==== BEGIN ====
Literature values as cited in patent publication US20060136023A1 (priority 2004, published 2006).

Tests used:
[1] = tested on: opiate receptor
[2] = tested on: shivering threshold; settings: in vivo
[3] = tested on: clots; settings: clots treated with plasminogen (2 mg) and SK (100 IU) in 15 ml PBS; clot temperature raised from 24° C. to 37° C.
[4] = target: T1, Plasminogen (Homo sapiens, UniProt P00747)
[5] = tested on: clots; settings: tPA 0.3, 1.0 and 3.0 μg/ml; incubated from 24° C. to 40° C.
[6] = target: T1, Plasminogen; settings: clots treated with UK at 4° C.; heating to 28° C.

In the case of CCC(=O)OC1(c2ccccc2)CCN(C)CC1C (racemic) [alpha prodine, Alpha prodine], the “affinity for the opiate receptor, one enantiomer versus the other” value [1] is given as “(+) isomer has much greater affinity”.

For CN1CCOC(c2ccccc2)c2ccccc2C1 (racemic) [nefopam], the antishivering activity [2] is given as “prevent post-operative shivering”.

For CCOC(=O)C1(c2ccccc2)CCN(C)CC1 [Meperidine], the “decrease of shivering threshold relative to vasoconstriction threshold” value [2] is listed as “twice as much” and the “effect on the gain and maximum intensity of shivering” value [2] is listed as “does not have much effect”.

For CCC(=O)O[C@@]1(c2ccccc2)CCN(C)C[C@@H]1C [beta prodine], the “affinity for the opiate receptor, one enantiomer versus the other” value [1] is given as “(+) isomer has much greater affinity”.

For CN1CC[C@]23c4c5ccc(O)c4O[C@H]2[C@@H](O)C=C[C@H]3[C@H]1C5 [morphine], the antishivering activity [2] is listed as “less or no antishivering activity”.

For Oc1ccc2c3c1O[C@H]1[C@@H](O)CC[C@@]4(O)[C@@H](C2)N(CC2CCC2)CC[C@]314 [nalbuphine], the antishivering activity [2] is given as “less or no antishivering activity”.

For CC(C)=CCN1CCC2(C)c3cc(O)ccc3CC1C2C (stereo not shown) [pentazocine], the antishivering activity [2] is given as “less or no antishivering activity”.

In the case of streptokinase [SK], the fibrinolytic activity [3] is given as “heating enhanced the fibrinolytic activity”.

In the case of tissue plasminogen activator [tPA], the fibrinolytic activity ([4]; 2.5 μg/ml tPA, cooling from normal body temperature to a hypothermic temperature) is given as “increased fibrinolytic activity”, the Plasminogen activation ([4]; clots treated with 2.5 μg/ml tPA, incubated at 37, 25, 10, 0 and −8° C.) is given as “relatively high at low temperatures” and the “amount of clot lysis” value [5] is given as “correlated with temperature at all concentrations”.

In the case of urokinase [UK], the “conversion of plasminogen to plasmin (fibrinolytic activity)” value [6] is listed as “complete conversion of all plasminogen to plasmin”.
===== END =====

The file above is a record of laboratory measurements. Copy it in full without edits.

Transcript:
Literature values as cited in patent publication US20060136023A1 (priority 2004, published 2006).

Tests used:
[1] = tested on: opiate receptor
[2] = tested on: shivering threshold; settings: in vivo
[3] = tested on: clots; settings: clots treated with plasminogen (2 mg) and SK (100 IU) in 15 ml PBS; clot temperature raised from 24° C. to 37° C.
[4] = target: T1, Plasminogen (Homo sapiens, UniProt P00747)
[5] = tested on: clots; settings: tPA 0.3, 1.0 and 3.0 μg/ml; incubated from 24° C. to 40° C.
[6] = target: T1, Plasminogen; settings: clots treated with UK at 4° C.; heating to 28° C.

In the case of CCC(=O)OC1(c2ccccc2)CCN(C)CC1C (racemic) [alpha prodine, Alpha prodine], the “affinity for the opiate receptor, one enantiomer versus the other” value [1] is given as “(+) isomer has much greater affinity”.

For CN1CCOC(c2ccccc2)c2ccccc2C1 (racemic) [nefopam], the antishivering activity [2] is given as “prevent post-operative shivering”.

For CCOC(=O)C1(c2ccccc2)CCN(C)CC1 [Meperidine], the “decrease of shivering threshold relative to vasoconstriction threshold” value [2] is listed as “twice as much” and the “effect on the gain and maximum intensity of shivering” value [2] is listed as “does not have much effect”.

For CCC(=O)O[C@@]1(c2ccccc2)CCN(C)C[C@@H]1C [beta prodine], the “affinity for the opiate receptor, one enantiomer versus the other” value [1] is given as “(+) isomer has much greater affinity”.

For CN1CC[C@]23c4c5ccc(O)c4O[C@H]2[C@@H](O)C=C[C@H]3[C@H]1C5 [morphine], the antishivering activity [2] is listed as “less or no antishivering activity”.

For Oc1ccc2c3c1O[C@H]1[C@@H](O)CC[C@@]4(O)[C@@H](C2)N(CC2CCC2)CC[C@]314 [nalbuphine], the antishivering activity [2] is given as “less or no antishivering activity”.

For CC(C)=CCN1CCC2(C)c3cc(O)ccc3CC1C2C (stereo not shown) [pentazocine], the antishivering activity [2] is given as “less or no antishivering activity”.

In the case of streptokinase [SK], the fibrinolytic activity [3] is given as “heating enhanced the fibrinolytic activity”.

In the case of tissue plasminogen activator [tPA], the fibrinolytic activity ([4]; 2.5 μg/ml tPA, cooling from normal body temperature to a hypothermic temperature) is given as “increased fibrinolytic activity”, the Plasminogen activation ([4]; clots treated with 2.5 μg/ml tPA, incubated at 37, 25, 10, 0 and −8° C.) is given as “relatively high at low temperatures” and the “amount of clot lysis” value [5] is given as “correlated with temperature at all concentrations”.

In the case of urokinase [UK], the “conversion of plasminogen to plasmin (fibrinolytic activity)” value [6] is listed as “complete conversion of all plasminogen to plasmin”.